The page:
Infectious Diseases: Refugees Present No Relevant Risk

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Changed on: 02.10.2017

The World Health Organization (WHO) has clearly stated that there is no systematic connection between migration and the importation of infectious diseases, as opposed to widely-held perceptions to the contrary.

Of course, this does not mean that refugees cannot get or be sick. Infectious diseases are widespread. Refugees have long, exhausting journeys behind them; clean water and food and opportunities to wash themselves or their clothes are rare in such circumstances. Cramped conditions during refugee treks and in refugee reception centres favour the transmission of pathogens.

More information

The World Health Organization (WHO) has clearly stated that there is no systematic connection between migration and the importation of infectious diseases, as opposed to widely-held perceptions to the contrary.

Of course, this does not mean that refugees cannot get or be sick. Infectious diseases are widespread. Refugees have long, exhausting journeys behind them; clean water and food and opportunities to wash themselves or their clothes are rare in such circumstances. Cramped conditions during refugee treks and in refugee reception centres favour the transmission of pathogens.

More information

Overview of the incidence of selected infectious diseases in Austria

The images below depict the infectious diseases that may result in cases of illness due to the current migration wave. The outbreaks reported are updated on a monthly basis for transparency purposes.

Tuberculosis

Tuberculosis

Tuberculosis is an infectious disease which is not easy to catch: it would take several hours in a closed room with a person suffering from active tuberculosis to get an infection. Around 650 cases are documented in Austria every year.

There were 436 cases of TB reported in Austria in 2015 (January to end of September), 209 cases of which affected people from Austria, other EU citizens, people from Iceland, Norway, Liechtenstein and Switzerland, while the remaining 227 cases affected people of other nationalities.  In comparison, 447 cases were reported in 2014 (January to end of September), 222 of which affected people from Austria, other EU countries, from Iceland, Norway, Liechtenstein and Switzerland, while the 225 remaining cases affected people from other countries.

Monthly number of cases of tuberculosis in Austria 2013/2014/2015



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    Shigellosis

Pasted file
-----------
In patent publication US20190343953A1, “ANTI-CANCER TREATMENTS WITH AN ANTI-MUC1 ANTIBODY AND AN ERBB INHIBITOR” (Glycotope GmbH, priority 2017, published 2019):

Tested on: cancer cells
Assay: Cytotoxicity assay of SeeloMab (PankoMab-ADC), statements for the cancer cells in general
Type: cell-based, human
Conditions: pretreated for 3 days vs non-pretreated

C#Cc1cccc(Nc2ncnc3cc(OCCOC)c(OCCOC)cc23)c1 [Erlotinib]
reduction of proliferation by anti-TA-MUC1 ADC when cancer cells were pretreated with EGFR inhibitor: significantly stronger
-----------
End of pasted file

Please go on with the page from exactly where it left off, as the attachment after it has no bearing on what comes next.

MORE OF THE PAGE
This diarrhoeral disease is either transmitted from human-to-human directly or via contaminated food or water, as well as a contaminated environment (e.g. while cleaning toilet facilities). It is found throughout the world. The disease is mostly found in Austria as a holiday souvenir from trips to countries with poor hygiene conditions. Shigellosis can be treated easily.

    There were 87 shigellosis cases reported in Austria in 2015 (January to end of November): 53 cases affected Austrians, 34 cases affected individuals of other nationalities. Seventy-three cases of shigellosis were documented in 2014 (January to end of November); 64 cases affected Austrians and 9 cases affected other nationalities.

    Information provided by the European Centre for Disease Prevention and Control on shigellosis in refugees in Europe 

    Eurosurveillance, Shigellosis in refugees, Austria

    Information on shigellosis (only available in German)

    Monthly number of cases of Shigella in Austria 2013/2014/2015



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      Malaria

      Malaria is found in many tropical and subtropical regions. The classic high-risk area for malaria is tropical Africa. However, malaria is also commonly found in India, Sri Lanka, many parts of Far East Asia and the Amazon region.
      About 60 to 90 cases of malaria are registered in Austria every year, following trips to these regions.

      Monthly number of cases of Malaria in Austria 2013/2014/2015



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        Hepatitis A

        Hepatitis A is found all over the world. The human body is the main carrier and the disease is transmitted by contact with others and through food, water or items contaminated with hepatitis A. Typical symptoms include nausea, abdominal pains and jaundice (usually disappears completely).

        Monthly number of cases of Hepatitis A in Austria 2013/2014/2015



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